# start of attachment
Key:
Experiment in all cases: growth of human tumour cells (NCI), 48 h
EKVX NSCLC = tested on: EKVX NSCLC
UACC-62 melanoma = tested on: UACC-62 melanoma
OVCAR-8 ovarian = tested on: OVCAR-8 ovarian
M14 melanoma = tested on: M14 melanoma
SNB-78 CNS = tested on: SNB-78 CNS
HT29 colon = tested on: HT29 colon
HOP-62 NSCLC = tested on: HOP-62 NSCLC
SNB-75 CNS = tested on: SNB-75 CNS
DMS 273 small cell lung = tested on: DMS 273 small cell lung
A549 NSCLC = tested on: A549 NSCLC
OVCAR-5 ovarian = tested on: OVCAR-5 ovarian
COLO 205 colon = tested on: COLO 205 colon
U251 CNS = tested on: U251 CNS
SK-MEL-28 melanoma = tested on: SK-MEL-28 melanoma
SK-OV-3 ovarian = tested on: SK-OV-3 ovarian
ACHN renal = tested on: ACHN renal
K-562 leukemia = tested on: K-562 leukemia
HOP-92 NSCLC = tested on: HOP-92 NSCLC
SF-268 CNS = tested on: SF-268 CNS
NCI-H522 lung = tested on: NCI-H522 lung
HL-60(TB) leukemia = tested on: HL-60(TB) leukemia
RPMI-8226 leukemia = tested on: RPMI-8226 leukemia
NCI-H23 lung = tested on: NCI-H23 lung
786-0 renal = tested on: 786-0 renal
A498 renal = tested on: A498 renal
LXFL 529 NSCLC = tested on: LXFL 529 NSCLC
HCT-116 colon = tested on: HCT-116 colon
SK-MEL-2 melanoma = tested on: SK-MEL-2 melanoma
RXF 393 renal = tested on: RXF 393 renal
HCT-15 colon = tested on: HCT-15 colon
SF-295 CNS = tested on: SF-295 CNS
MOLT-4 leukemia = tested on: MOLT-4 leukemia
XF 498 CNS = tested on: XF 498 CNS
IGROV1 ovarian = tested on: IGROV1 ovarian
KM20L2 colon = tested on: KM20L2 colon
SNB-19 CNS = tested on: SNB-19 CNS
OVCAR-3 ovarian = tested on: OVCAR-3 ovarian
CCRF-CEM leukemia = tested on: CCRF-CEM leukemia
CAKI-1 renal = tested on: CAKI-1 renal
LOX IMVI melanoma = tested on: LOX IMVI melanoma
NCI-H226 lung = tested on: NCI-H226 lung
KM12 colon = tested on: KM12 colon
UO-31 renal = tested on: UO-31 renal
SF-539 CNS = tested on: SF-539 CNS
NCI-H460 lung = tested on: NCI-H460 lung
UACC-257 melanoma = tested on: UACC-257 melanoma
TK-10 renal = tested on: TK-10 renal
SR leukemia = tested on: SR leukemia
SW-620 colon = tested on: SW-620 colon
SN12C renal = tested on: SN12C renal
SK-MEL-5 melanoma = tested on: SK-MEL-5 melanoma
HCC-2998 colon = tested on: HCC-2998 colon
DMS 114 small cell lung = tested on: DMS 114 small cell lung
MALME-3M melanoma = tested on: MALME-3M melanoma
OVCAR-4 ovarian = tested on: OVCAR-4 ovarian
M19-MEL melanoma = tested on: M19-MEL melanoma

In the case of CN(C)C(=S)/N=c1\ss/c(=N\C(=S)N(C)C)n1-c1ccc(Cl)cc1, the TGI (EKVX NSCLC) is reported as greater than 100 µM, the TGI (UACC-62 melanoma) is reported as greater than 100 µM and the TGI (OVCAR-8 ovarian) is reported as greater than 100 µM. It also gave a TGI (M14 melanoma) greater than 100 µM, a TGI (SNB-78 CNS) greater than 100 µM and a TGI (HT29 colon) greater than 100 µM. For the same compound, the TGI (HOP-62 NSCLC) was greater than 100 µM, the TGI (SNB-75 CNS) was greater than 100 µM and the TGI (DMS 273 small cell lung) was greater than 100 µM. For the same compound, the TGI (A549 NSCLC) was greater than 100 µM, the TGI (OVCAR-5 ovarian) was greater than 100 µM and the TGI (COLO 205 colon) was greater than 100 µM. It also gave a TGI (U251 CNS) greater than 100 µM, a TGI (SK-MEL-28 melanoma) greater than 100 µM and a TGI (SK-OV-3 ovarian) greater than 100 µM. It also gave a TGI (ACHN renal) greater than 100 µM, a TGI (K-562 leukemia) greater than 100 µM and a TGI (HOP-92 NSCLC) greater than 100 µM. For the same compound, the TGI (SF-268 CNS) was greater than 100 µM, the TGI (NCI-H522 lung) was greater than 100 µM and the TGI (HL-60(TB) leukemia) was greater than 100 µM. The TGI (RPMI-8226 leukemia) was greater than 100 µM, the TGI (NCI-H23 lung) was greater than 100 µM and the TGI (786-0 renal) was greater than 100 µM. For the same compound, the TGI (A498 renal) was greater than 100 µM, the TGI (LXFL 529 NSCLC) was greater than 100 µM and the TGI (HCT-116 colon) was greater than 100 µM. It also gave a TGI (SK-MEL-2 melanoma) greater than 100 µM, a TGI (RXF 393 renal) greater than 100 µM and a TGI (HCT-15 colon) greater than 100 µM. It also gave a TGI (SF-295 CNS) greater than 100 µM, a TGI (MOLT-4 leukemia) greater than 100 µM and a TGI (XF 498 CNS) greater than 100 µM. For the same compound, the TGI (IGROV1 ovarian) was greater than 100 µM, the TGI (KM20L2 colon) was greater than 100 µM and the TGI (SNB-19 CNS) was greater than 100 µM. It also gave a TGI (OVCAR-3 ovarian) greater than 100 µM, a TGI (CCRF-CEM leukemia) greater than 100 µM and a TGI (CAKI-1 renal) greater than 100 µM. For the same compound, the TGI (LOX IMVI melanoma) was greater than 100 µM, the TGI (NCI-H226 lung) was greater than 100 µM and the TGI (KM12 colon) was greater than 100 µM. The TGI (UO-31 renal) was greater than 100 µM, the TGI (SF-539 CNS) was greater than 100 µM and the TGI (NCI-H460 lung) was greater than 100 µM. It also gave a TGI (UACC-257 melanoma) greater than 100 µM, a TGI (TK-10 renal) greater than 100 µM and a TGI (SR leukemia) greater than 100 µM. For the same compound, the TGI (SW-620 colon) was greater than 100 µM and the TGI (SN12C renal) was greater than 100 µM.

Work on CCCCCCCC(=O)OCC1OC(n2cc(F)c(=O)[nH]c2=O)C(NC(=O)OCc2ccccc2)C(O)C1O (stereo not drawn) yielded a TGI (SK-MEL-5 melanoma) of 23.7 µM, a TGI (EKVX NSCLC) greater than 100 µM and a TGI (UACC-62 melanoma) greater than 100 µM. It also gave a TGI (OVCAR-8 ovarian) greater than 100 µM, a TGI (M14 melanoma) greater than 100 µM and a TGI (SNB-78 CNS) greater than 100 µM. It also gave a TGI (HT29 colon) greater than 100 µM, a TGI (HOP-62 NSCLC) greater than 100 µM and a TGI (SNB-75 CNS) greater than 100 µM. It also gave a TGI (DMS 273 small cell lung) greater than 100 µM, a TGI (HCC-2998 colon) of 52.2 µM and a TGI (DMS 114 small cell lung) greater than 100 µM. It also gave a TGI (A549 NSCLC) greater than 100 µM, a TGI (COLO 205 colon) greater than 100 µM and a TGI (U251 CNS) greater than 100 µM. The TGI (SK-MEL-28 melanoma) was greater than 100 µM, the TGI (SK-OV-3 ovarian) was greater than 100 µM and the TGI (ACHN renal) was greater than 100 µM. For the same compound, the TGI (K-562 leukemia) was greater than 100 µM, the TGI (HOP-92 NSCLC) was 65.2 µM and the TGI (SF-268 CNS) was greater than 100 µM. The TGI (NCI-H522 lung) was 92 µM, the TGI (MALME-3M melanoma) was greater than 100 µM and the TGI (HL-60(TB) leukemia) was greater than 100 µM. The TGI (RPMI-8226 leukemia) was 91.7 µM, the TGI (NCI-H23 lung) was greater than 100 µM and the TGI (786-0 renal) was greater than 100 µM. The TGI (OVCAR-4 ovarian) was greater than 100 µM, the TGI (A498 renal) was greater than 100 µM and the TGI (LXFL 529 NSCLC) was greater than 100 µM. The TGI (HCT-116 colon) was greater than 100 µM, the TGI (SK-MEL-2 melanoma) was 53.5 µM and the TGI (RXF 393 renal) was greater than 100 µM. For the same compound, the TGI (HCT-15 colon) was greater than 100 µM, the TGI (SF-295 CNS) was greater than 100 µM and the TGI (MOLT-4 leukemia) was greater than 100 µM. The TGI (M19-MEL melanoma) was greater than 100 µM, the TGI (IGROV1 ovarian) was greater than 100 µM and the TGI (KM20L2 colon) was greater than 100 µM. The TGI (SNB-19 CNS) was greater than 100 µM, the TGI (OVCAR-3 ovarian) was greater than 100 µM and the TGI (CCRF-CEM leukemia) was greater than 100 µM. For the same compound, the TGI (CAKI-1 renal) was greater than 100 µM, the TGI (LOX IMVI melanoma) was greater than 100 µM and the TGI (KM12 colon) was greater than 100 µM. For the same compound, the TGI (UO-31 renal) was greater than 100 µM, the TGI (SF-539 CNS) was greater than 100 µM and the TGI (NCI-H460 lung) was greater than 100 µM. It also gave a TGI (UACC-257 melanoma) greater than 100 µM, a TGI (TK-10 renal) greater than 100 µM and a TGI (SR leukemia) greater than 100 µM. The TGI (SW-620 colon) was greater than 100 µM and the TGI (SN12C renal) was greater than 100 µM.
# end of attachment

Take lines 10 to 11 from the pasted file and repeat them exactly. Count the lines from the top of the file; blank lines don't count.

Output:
SNB-75 CNS = tested on: SNB-75 CNS
DMS 273 small cell lung = tested on: DMS 273 small cell lung